175 Spatial Resolution of Meteorological Radar Network Consisting of High Range and Temporal Resolution Radars

Thursday, 29 September 2011
Grand Ballroom (William Penn Hotel)
Eiichi Yoshikawa, Japan Aerospace Exploration Agency, Mitaka, Tokyo, Japan; and T. Mega, S. Yoshida, T. Morimoto, T. Ushio, and Z. I. Kawasaki
Manuscript (978.0 kB)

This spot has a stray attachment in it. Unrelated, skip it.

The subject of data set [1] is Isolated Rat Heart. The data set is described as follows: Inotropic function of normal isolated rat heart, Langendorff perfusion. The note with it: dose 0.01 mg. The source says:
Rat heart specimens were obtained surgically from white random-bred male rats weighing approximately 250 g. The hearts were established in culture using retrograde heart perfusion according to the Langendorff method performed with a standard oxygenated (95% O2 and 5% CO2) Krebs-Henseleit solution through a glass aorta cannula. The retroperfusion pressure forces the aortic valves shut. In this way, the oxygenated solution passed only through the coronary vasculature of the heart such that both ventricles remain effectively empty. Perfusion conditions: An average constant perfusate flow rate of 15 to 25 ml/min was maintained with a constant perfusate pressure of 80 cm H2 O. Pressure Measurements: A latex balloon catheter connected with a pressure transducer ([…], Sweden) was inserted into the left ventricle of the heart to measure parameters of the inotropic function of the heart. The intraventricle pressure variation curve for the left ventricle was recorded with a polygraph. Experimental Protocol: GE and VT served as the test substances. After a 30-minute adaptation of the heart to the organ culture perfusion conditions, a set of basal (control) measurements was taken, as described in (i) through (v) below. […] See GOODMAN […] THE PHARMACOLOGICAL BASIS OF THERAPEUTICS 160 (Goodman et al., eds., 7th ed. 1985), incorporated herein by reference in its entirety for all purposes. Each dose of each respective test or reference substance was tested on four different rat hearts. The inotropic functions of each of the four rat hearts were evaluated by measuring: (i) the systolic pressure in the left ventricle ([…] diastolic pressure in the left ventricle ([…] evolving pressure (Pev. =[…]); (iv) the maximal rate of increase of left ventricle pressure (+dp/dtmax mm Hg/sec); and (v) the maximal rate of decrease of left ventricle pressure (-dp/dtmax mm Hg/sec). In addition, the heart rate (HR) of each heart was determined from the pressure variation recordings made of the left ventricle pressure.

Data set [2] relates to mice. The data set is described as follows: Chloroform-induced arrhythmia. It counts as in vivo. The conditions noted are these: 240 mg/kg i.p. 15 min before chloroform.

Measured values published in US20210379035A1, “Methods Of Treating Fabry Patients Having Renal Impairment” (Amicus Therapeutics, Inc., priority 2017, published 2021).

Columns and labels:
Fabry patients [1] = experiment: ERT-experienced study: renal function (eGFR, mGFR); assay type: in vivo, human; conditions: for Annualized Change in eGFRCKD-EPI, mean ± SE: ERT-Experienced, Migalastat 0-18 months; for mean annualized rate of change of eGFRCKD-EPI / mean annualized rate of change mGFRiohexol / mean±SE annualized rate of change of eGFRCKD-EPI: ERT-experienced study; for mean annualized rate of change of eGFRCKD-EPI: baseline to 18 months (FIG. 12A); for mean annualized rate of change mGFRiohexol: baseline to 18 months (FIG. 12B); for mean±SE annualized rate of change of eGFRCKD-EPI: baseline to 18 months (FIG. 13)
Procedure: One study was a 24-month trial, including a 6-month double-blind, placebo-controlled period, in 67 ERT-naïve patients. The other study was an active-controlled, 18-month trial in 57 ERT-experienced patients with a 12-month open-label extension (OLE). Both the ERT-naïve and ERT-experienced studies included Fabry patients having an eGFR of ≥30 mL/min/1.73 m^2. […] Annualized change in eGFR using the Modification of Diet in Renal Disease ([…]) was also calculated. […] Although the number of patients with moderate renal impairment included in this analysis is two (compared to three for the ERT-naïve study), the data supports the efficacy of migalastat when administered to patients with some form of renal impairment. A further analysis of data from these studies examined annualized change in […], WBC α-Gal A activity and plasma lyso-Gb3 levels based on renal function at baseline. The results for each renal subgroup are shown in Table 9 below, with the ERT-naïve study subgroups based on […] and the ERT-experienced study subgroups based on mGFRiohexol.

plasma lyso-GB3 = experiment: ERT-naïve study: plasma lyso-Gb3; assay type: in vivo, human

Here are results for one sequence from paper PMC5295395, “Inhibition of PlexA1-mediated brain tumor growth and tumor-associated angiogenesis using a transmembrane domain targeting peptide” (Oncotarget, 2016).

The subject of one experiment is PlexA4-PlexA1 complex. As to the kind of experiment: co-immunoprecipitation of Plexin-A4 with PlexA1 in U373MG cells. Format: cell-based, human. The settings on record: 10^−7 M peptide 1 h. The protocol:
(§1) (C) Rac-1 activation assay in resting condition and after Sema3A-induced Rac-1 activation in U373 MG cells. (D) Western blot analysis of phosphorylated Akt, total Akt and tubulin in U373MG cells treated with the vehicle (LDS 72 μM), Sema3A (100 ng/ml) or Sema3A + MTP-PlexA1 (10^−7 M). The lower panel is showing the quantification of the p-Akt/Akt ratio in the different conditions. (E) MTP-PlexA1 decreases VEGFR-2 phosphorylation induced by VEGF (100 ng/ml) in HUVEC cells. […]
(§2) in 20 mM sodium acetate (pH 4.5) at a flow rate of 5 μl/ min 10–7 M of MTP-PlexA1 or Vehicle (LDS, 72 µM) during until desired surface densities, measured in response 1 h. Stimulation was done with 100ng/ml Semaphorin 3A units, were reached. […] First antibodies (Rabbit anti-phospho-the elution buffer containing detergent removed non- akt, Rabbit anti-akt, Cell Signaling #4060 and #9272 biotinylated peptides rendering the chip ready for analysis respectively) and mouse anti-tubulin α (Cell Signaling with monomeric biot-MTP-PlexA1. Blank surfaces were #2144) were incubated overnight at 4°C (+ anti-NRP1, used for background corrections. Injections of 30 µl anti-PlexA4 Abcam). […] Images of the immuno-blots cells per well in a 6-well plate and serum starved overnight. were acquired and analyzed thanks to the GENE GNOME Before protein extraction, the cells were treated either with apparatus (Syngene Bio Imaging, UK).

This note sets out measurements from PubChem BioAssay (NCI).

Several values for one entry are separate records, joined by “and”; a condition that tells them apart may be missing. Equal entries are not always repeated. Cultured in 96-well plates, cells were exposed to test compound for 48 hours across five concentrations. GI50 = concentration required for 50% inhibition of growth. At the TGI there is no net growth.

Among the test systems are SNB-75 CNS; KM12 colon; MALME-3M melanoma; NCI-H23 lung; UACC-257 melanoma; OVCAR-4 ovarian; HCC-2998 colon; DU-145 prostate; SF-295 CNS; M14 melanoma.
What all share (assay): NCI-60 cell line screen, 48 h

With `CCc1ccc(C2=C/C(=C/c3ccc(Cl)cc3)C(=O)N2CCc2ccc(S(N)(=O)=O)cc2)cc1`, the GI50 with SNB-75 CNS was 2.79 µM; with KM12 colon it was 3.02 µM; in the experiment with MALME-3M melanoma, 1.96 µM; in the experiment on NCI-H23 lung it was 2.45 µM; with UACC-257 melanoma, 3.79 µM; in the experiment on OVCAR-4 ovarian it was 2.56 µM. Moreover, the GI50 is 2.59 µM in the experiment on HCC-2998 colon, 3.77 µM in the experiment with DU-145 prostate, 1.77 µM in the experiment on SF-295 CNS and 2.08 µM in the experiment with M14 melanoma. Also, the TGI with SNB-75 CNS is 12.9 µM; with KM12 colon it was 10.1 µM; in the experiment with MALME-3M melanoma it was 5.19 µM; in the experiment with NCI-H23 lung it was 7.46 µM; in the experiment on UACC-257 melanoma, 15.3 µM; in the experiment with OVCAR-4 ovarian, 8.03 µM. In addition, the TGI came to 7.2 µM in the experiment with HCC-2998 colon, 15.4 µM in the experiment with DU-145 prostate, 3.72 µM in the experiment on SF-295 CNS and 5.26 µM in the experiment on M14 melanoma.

The Ku-band broadband radar (BBR) [1], [2] is a short-range (15 km) and ground-based Doppler weather radar with remarkably high range and temporal resolution (several meters and 1 min per volume scan). A weather radar network consisting of several BBRs observes multi-directionally and simultaneously hazardous small-scale weather phenomena such as tornadoes and microbursts occurring in the lower troposphere (below an altitude of 2 km) with high resolution and accuracy. In general, a weather radar network has a duplicative observational area of several radar nodes, where high signal-to-noise ratio (SNR) is accomplished by obtaining the same physical parameters (reflectivities) from several radar nodes at a desired point. In addition, the BBR network has another important advantage as shown below. Data integration of reflectivities obtained by each radar node by simply using a weighting function is equivalent to a weighting average of composite average functions (CAF) [3]. The BBR has a beam width of 3 deg, which is significantly inferior to the range resolution of several meters (the beam width of 3 deg is equivalent to a cross-range resolution of 785 m at a range of 15 km). A CAF of the BBR, which is determined by transmitting pulse, beam patterns, and so on, has a thin-plate shape, while conventional radars are like a spherical shape since the pulse and beam patterns have a comparable order of the half power width. In the BBR network, several thin-plate CAFs are crossed and an averaged CAF achieves high spatial resolution of several meters in 2D or 3D. Panel (a) in Fig. 1 shows spatial resolution of about 10 x 10 m (in which normalized power is over -3 dB) in a two-BBR network on the base scan. On the other hand, Panel (b) shows that the spherical CAFs do not achieve such a resolution improvement as in Panel (a) in spite of an equivalent volume of CAF. This presentation shows formulations of a simple weighting average of CAFs of several radar nodes through a radar equation for precipitation particles. Then simulation results about comparisons of resolution enhancements between thin-plate and spherical CAFs, and between two- and three-BBR networks, are described. Observation results of the BBR network deployed in Osaka, Japan are presented in another presentation in the conference. Fig 1. Comparison of resolution enhancements in weather radar networks. Panel (a): Improved resolution by averaging thin-plate CAFs (the BBR), Panel (b): Resolution by averaging spherical CAFs (conventional radars). [1] T. Mega, K. Monden, T. Ushio, K. Okamoto, Z. Kawasaki, and T. Morimoto, “A low-power high-resolution broad-band radar using a pulse compression technique for meteorological application,” IEEE Geosci. Remote Sens. Lett., vol. 4, no. 3, pp. 392–396, Jul. 2007. [2] E. Yoshikawa, T. Ushio, Z. Kawasaki, T. Mega, S. Yoshida, T. Morimoto, K. Imai, and S. Nagayama (2010), Development and initial observation of the high-resolution volume scanning radar for meteorological application, IEEE Trans. Geosci. Remote Sens., vol. 48, no. 8, 3225-3235. [3] R. J. Doviak and D. S. Zrnic (2007), Doppler Radar and Weather Observations, chap. 4, 65-86, Academic Press, SanDiego, CA.

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